Elizabeth: "I have heard about taking them down the coal-pits"

Old Thomas: "I'll tell ye something worse than that they did once, they took the king’s officers and carried them blindfold down the copper furnace"

Elizabeth then adds: "I have heard it said too that they fixed a cannon on the broken piece of rock, behind the white house, then one of the chief places of resort for the sailors, and threatened to fire at any vessel that came up the river to look after them".

Old Thomas replies "It is very like, why there’s a large cupboard, upstairs, where two of the sailors were hid for a day and a night, and the officers were forced, at last, to go away without them"

The story then moves on to a visit to old Henry and Sarah Curtis, and we are told that Sarah "had once lived in a larger abode, having many years before we knew her been mistress of the white house - the resort of the rebellious sailors of which I spoke just now". Elizabeth notes that "There is no harm now in telling their names, for they have long been in their graves, and there is not even the record of a head-stone to tell where they lay.

There is a record of a Henry Curtis (born 1746) of Crews Hole being buried on 11th November 1821 in St George and also of the burial of Sarah Curtis on 18th April 1824 also in St George. It is possible that these are the Henry and Sarah that Elizabeth knew and that she was indeed using their real names.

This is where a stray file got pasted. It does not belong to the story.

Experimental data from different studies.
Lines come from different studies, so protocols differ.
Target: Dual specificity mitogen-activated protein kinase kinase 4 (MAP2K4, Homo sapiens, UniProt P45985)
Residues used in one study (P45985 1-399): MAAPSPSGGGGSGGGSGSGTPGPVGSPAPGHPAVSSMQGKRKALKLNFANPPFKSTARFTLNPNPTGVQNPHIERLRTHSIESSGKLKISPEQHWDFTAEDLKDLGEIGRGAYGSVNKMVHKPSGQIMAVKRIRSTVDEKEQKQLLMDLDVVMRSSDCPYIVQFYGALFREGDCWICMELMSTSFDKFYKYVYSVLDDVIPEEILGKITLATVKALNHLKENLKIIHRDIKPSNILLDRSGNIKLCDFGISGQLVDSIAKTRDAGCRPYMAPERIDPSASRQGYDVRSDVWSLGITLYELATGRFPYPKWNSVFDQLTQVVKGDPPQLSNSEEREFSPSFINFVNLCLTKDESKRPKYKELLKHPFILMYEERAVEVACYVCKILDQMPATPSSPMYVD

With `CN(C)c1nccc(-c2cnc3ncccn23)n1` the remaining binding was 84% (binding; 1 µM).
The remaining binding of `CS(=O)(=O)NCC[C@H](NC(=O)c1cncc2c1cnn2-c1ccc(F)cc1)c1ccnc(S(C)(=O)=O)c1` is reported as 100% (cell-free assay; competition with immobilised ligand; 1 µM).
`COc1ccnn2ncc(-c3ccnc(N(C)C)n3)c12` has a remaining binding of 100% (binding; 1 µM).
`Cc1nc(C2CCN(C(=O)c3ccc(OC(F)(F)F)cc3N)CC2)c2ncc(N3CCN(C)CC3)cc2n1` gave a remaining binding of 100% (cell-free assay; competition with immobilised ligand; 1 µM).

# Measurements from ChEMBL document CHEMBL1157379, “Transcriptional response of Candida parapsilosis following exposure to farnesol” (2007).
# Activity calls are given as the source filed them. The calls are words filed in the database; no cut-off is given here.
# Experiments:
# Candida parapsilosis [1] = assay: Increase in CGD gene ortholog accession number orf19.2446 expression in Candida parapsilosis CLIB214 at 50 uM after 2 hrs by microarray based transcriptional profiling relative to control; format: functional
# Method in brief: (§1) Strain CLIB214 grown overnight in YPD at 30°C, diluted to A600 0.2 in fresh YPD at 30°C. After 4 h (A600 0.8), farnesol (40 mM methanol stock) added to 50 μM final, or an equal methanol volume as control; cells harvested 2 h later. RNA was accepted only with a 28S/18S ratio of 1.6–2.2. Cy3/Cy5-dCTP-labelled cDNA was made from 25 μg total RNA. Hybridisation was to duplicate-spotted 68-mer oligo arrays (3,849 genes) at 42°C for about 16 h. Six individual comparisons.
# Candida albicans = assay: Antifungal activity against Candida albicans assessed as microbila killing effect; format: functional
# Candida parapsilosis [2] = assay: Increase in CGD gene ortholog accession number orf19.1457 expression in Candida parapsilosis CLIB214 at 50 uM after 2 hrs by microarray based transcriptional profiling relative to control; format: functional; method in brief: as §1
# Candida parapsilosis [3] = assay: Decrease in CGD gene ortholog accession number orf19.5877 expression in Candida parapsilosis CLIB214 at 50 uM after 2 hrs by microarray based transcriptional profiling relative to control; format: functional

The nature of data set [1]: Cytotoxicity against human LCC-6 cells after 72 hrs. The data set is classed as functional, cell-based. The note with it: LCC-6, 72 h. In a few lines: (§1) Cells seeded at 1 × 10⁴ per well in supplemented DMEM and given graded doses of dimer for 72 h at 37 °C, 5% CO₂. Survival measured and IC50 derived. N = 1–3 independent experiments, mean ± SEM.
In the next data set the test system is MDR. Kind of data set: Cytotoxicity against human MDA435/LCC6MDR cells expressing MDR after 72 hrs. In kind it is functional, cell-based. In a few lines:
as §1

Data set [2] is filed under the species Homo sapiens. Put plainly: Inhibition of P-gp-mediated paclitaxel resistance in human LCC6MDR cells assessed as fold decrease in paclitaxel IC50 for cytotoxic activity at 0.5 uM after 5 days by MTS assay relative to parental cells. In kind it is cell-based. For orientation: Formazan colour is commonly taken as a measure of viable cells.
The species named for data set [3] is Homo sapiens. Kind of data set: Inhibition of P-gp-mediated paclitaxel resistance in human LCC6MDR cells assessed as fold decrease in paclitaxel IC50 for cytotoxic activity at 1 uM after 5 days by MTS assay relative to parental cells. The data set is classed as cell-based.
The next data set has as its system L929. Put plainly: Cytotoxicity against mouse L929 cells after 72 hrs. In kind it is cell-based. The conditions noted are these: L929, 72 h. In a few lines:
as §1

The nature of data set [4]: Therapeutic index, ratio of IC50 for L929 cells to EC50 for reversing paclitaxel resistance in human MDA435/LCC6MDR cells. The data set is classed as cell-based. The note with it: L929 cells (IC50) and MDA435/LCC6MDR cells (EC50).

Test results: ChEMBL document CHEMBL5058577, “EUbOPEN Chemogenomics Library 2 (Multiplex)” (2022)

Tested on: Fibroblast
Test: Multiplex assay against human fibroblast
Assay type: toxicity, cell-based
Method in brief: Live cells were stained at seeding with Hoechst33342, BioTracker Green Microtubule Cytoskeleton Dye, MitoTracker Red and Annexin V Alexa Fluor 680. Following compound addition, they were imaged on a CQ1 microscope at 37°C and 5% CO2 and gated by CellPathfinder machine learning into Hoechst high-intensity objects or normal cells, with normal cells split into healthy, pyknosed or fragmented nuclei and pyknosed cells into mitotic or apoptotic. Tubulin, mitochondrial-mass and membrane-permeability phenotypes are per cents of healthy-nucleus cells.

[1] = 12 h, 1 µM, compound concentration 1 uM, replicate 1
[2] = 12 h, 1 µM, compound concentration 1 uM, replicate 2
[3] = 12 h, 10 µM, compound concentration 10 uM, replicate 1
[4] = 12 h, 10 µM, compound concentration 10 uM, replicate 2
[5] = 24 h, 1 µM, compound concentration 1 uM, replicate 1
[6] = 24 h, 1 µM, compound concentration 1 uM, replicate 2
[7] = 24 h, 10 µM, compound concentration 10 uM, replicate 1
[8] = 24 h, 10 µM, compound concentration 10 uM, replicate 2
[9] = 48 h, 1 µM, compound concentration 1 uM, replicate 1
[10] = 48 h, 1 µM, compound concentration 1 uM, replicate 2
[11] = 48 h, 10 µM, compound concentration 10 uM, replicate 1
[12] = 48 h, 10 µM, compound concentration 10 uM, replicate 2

Crew's Hole / Hold - Origin of the Name?

At the celebrations for the laying of the foundation stone for the Wesleyan Chapel in Crews Hole (reported by the Western Daily Press 11 September 1860) the White House was mentioned as the source of the name "Crew's Hole".

"the Chairman explained the origin of the curious name of the river-side village known as "Crews Hole." The place had some romance about it. Many years ago, when things were arranged differently to what they are under Her Gracious Majesty - when manning the navy was acheived by the means of a press-gang - there was a place on the hill known as the White House, which had a back door as well as a front; and when men did not desire to fall into the hands of the rough personages composing the press-gang they were often able to excape through the back door. Hence the place was called "Crews Hole or rather "Crew's Hold." (Applause.)"

Bristol Landmark Disappears

The White House was demolished in 1939 and the site remained vacant until 1993, it can be seen below the balloon in this photo from 17th August 1985 that is included in one of our sets of old photographs.

Its demolition was reported in the Bristol Evening Post on 17th January 1939, the report (found in the British Newspaper Archive) under the heading "Bristol Landmark Disappearing" also includes some comments about the building's history: